It is well known that ports worldwide operate in accordance with strict rules, often conceived by the port themselves, and it is usual for these rules to be streamlined with the national maritime code of that particular country. In UAE ports, there is more sophisticated legal structure in place.
Fichte & Co have recently had the occasion to compare UAE legislation with foreign legislation on the point following instructions received by one of the UAE major ports in advising them on their potential liability as a marine service provider for major incidents which may take place within the port limits; in particular, oil spills. The question has arisen whether the port should be the marine services provider or such services should be provided by a private entity (licensed by the port). It is usual in these situations to conclude a marine service agreement between the port and its customers. However, if such a marine service agreement were established, the port itself would be liable for any oil spills in accordance with the Maritime Code, the Environment Code and various international conventions. Obviously, this is a huge risk for any port handling oil.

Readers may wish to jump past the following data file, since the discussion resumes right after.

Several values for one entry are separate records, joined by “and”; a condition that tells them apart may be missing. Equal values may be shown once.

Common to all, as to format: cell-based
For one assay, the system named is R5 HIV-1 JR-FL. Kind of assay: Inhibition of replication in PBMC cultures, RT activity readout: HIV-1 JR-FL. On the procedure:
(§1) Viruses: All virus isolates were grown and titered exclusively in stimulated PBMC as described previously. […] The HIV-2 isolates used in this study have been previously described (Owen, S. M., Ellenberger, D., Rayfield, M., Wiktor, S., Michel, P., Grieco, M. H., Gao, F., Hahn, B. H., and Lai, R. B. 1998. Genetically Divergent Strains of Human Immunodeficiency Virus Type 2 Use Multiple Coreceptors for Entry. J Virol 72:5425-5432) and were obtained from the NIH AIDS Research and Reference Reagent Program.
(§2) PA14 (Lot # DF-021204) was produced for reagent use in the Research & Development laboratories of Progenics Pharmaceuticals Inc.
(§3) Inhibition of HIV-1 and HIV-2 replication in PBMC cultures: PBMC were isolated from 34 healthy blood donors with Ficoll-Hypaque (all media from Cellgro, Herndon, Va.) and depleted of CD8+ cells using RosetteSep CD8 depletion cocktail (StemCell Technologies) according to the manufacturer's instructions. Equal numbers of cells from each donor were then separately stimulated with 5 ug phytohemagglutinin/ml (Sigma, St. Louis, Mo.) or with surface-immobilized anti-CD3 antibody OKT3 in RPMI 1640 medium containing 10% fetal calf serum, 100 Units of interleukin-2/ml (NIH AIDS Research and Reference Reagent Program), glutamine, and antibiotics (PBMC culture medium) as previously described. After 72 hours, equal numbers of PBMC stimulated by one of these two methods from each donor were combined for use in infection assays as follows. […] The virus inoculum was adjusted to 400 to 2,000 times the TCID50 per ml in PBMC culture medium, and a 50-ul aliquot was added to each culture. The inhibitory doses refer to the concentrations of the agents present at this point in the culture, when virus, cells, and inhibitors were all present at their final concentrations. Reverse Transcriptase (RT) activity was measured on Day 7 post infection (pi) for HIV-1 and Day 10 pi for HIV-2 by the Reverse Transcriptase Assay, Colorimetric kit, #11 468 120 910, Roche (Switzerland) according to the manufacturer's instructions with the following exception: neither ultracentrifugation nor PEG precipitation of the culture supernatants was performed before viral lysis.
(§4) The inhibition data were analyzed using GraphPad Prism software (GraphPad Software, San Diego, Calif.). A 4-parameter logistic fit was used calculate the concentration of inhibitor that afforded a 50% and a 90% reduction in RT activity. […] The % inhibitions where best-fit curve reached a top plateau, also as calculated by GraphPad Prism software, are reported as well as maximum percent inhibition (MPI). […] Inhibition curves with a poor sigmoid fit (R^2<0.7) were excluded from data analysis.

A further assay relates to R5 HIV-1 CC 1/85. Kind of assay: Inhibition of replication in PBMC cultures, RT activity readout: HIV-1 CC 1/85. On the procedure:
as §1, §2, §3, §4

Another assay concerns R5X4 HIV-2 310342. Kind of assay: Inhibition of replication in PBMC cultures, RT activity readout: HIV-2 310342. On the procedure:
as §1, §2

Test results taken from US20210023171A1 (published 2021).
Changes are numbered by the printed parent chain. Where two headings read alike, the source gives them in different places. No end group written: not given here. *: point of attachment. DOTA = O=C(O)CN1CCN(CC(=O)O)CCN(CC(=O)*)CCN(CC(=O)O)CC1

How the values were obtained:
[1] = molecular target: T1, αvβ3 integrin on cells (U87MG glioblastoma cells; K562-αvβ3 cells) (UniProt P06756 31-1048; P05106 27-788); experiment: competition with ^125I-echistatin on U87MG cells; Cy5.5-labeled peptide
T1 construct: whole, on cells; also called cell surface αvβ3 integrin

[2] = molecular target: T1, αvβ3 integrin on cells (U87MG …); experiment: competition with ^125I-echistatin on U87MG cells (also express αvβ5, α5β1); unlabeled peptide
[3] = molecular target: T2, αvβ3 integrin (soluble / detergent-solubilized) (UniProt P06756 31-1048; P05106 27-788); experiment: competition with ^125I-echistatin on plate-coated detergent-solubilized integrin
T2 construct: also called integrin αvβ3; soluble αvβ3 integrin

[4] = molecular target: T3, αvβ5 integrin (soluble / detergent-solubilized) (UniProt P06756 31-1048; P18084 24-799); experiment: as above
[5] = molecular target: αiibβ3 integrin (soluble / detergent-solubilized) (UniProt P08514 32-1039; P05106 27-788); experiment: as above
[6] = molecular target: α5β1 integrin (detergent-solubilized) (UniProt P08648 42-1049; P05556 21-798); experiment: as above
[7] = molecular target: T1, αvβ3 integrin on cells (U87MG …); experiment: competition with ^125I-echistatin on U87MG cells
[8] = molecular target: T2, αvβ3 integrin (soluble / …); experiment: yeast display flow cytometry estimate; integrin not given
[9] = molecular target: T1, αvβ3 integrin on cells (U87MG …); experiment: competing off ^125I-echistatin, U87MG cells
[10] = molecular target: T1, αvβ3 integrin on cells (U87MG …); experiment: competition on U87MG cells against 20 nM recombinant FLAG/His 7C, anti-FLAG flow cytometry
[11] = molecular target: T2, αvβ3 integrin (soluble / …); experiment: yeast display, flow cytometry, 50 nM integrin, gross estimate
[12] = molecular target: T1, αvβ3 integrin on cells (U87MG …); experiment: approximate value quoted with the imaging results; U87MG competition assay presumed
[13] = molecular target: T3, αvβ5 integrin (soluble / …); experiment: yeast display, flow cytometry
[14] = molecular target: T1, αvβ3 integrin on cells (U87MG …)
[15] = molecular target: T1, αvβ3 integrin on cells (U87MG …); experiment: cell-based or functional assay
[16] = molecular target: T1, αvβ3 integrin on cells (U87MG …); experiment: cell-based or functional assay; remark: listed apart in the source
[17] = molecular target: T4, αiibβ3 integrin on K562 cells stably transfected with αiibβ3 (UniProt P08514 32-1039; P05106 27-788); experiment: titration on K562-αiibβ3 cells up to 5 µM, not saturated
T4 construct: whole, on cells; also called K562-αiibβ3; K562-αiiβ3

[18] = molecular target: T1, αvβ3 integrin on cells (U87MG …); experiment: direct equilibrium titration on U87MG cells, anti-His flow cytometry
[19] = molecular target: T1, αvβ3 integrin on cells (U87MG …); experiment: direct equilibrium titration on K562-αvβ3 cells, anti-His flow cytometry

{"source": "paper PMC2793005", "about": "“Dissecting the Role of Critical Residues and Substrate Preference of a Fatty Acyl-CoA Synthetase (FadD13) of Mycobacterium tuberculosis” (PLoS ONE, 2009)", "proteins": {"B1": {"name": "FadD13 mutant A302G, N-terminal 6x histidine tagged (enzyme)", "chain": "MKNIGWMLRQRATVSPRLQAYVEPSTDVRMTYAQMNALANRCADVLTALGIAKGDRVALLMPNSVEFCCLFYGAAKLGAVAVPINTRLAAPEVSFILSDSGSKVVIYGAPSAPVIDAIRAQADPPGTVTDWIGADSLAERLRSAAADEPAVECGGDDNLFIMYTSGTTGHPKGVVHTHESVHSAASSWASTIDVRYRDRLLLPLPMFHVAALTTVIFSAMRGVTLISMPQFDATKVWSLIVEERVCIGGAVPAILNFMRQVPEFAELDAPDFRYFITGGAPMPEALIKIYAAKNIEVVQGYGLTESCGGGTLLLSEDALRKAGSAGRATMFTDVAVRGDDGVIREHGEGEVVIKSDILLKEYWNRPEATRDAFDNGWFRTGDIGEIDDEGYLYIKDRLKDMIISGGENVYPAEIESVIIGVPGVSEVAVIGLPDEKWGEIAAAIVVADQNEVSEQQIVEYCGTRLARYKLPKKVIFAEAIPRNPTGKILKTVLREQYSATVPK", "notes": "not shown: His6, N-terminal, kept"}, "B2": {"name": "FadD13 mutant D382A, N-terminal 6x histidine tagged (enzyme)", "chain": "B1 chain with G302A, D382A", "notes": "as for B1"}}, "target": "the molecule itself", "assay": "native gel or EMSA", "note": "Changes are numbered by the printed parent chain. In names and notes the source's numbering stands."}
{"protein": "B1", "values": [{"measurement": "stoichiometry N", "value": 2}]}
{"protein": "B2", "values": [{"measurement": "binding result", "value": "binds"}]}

It seems however that UAE port laws allow for a greater protection of the port, thereby making the set-up of a private entity redundant, and that the port laws take precedence over any federal codes.
The question thus arises, ‘what prevails – federal or local law; international conventions or national laws?’ Fichte & Co continues to advise on whether a marine service agreement can be established without burdening the port with liability of potential oil spills.